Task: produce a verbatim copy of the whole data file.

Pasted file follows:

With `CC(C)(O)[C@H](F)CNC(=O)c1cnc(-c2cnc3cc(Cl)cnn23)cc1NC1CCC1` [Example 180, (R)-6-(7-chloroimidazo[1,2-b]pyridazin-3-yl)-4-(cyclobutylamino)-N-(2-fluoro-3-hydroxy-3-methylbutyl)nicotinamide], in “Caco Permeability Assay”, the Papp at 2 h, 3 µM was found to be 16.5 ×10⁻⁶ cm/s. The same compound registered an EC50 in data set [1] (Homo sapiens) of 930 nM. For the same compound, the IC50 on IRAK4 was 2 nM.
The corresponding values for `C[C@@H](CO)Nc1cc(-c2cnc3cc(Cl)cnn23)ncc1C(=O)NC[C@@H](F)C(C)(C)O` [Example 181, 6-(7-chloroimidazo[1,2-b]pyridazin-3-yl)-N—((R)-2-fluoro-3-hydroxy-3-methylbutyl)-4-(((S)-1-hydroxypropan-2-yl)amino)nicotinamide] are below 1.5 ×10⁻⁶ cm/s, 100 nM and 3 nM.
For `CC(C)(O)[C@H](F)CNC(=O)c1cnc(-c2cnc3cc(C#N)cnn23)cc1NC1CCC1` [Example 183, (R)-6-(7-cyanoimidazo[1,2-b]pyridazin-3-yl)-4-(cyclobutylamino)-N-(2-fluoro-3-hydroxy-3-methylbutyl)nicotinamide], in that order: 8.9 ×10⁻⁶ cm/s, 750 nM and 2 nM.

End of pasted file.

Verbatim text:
With `CC(C)(O)[C@H](F)CNC(=O)c1cnc(-c2cnc3cc(Cl)cnn23)cc1NC1CCC1` [Example 180, (R)-6-(7-chloroimidazo[1,2-b]pyridazin-3-yl)-4-(cyclobutylamino)-N-(2-fluoro-3-hydroxy-3-methylbutyl)nicotinamide], in “Caco Permeability Assay”, the Papp at 2 h, 3 µM was found to be 16.5 ×10⁻⁶ cm/s. The same compound registered an EC50 in data set [1] (Homo sapiens) of 930 nM. For the same compound, the IC50 on IRAK4 was 2 nM.
The corresponding values for `C[C@@H](CO)Nc1cc(-c2cnc3cc(Cl)cnn23)ncc1C(=O)NC[C@@H](F)C(C)(C)O` [Example 181, 6-(7-chloroimidazo[1,2-b]pyridazin-3-yl)-N—((R)-2-fluoro-3-hydroxy-3-methylbutyl)-4-(((S)-1-hydroxypropan-2-yl)amino)nicotinamide] are below 1.5 ×10⁻⁶ cm/s, 100 nM and 3 nM.
For `CC(C)(O)[C@H](F)CNC(=O)c1cnc(-c2cnc3cc(C#N)cnn23)cc1NC1CCC1` [Example 183, (R)-6-(7-cyanoimidazo[1,2-b]pyridazin-3-yl)-4-(cyclobutylamino)-N-(2-fluoro-3-hydroxy-3-methylbutyl)nicotinamide], in that order: 8.9 ×10⁻⁶ cm/s, 750 nM and 2 nM.